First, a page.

Lyft vs Uber, the Internet in 2019, religion and tech
Ephemeral Reviews, Essays and Opinions s°02.ep04 - 2020.02.25
Who said ride-hailing was a winner-take-all market? In the US, Lyft is close to overtaking Uber as the #1 player. Link (T)
Why is it so hard to create sustainable dating services? Because “users tend to give up on them so easily, either because they get bored or they find what they’re looking for”. Still, new apps are trying to offer novel experiences to find success. Link (T)
We all practice garbage corporate language. But some bring it to a much higher level of garbage: Molly Young tries to answer why corporations speak the way they do and reads WeWork’s IPO prospectus like “something a person wrote in the middle of an Adderall overdose with a gun to his head.” Fierce and funny. Link (S)
Corporate America crossover and such a symbol of maturity and current power balance between pure players and incumbents, last week Morgan Stanley offered to take over E-Trade while LendingClub bought Radius Bank, respectively the biggest acquisition in the finance industry since the 2008 financial crisis and a first fintech takeover of a regulated US bank. (S)
The best way to predict the future of an industry is to study the past and other industries.
Looking at the endless pendulum between personal computing (from the original hippie-hackers to Michael Dell) and centralized infrastructures (from Hal 9000 to The Cloud), I often think of the exact opposite swing occurring in the utilities sector. In the mid 19th Century, Georges Eugène Haussmann remodeled Paris to build the city we know today. His architecture and urbanism were empowered by vanguardist engineers like Eugène Belgrand, a hydrologist and a strong believer in 1830’s hygienist principles. Their project: to build an underground network of pipes and sewers to drain pure water from sources hundreds of miles away and to send the city garbage and waste water as far as possible from Paris. A kind of Cloud for utilities that has been the state-of-the-art urban developments for a century. But we are now experiencing a movement towards the opposite scale with individualized and hyper-local utilities facilities like cogeneration micro-units, solar panels, dry toilets…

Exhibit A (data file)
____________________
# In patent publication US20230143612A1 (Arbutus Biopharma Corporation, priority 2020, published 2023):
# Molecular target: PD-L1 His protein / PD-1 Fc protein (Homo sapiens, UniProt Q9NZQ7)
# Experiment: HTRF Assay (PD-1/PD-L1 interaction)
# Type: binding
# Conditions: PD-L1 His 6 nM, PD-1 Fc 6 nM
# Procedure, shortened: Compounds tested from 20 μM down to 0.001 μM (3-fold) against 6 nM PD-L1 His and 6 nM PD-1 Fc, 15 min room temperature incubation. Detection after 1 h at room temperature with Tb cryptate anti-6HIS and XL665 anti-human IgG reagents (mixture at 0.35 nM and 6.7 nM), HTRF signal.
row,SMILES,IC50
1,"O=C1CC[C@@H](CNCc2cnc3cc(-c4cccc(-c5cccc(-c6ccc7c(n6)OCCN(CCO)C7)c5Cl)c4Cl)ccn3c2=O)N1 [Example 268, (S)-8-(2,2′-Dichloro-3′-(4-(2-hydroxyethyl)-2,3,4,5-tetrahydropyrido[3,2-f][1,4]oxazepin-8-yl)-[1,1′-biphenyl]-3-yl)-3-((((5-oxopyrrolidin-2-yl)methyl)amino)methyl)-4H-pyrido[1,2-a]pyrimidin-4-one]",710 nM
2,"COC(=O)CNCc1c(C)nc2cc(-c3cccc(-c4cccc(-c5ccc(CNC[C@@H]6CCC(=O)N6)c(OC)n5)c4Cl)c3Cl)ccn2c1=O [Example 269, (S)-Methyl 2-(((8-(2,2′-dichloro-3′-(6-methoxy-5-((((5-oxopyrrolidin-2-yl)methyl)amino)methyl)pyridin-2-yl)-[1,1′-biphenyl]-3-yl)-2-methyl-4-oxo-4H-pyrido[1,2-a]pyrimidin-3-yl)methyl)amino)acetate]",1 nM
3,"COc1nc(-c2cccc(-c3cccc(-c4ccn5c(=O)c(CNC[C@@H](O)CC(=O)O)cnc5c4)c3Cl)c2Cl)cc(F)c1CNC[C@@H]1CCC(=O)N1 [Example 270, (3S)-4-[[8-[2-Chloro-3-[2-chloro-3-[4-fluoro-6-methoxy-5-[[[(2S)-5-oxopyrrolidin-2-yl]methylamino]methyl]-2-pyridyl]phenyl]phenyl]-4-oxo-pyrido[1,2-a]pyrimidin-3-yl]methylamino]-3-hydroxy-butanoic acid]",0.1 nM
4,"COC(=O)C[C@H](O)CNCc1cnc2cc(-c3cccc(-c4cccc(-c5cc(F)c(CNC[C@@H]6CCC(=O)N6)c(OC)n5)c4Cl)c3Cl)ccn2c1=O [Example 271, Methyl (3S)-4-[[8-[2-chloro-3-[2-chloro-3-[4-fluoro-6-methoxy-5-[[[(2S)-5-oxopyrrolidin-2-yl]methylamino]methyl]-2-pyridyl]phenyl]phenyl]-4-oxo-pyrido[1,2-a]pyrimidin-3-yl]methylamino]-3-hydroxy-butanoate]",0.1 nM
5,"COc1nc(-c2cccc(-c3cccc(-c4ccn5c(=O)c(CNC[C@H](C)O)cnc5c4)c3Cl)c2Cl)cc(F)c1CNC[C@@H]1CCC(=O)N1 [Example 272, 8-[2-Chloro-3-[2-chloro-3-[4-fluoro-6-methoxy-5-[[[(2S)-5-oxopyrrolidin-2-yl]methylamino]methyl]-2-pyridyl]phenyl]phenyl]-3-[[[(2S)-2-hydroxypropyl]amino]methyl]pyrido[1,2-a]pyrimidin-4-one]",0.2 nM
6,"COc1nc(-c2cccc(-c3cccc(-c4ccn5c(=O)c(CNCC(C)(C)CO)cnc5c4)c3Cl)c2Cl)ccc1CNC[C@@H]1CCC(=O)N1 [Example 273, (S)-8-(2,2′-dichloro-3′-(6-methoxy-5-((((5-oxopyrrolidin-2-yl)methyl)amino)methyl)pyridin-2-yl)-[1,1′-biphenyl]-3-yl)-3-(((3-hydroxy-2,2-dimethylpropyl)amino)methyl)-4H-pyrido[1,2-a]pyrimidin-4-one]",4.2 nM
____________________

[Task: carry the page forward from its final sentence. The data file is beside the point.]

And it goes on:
A model for our digital infrastructures, our data, their protection and their eco-efficiency? Maybe. But there is an even more inspiring experimentation occurring in the utilities sector and Paris, again, those days. And this is not the world’s largest urban farm to open next year on one of its rooftops.
Back in 2010, former Paris mayor, Bertrand Delanoë took the decision to municipalize (i.e. nationalize at the city level) the water authority operated by two private operators so far. His ambition was to reconcile commons, profits and space for innovation. Moving a step forward, last week, Paris water authority announced they will subsidize 200 farms cultivating over 300,000 acres around the city for a total amount of 47 million euros to help them opt for a more sustainable production system, using less agricultural inputs and pesticides. A plan aimed to promote positive externalities for citizens, consumers and farmers and minimize the negative externalities that impact the environment.